What Does the Senate Need to Repeal Obamacare?

As the Midterm Elections approach, concerns about Health Care are the primary motivating factor behind votes for either party (second only to a desire to support- or reject– President Trump).

Several health care issues will hinge on the results next Tuesday: protections for people with preexisting conditions*, the stability of the insurance markets, and the future of Medicaid Expansion to name just a few. However, these three concerns fall under the future of the Affordable Care Act (“Obamacare”) itself, which is the overarching Health Care dispute.

With the election results so uncertain, it is arguable that next year Obamacare could be destroyed or restored, eviscerated or enlarged- all depending on who shows up to vote this week and next.

I would take a quick tour of those four possible options.

I am sure we remember- whether we want to our not- the multiple attempts to Repeal Obamacare in 2017. Paul Ryan and the GOP House of Representatives got a Bill successfully over the finish line in May; the Senate Bill (actually it was their 5th or 6th) died in July 2017 with the votes of Senators Susan Collins of Maine, Lisa Murkowski of Alaska, and John McCain’s famous thumb.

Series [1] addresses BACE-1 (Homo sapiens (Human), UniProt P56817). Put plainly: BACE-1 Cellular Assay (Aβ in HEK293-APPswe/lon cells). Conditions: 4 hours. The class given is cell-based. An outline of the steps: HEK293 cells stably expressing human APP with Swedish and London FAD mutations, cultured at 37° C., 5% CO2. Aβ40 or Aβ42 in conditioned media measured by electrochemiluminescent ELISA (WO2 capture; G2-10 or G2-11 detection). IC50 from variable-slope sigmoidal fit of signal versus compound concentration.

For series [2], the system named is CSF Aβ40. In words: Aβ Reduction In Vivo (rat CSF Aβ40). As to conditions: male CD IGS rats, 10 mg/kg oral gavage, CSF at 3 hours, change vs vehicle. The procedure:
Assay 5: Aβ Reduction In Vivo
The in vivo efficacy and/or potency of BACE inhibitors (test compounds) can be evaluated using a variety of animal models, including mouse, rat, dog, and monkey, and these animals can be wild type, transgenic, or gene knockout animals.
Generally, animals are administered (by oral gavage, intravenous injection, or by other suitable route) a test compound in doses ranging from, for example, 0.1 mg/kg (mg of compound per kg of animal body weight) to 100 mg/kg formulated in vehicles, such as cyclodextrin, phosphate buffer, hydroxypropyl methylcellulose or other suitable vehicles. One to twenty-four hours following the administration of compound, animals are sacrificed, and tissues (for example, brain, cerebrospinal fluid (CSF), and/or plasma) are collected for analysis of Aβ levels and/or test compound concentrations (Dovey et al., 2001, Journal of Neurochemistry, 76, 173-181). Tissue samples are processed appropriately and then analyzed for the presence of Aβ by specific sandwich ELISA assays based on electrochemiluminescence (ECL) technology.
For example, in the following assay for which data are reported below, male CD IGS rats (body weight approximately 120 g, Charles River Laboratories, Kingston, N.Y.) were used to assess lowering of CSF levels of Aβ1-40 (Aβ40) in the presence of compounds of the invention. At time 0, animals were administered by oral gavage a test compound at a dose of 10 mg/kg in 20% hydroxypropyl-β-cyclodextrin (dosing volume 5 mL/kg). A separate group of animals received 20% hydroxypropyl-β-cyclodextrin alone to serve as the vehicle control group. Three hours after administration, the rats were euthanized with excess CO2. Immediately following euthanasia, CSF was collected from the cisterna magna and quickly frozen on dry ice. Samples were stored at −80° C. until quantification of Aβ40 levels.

To pass a Repeal Bill the GOP needs a simple majority vote, but only 50 seats since Vice President Pence would serve as the tie-breaker in a split-vote scenario.

In July 2017 Republicans could afford to lose two votes because they had a 52 caucus majority, but in December 2017 they lost the Roy Moore Alabama election- leaving them at their current 51 seats.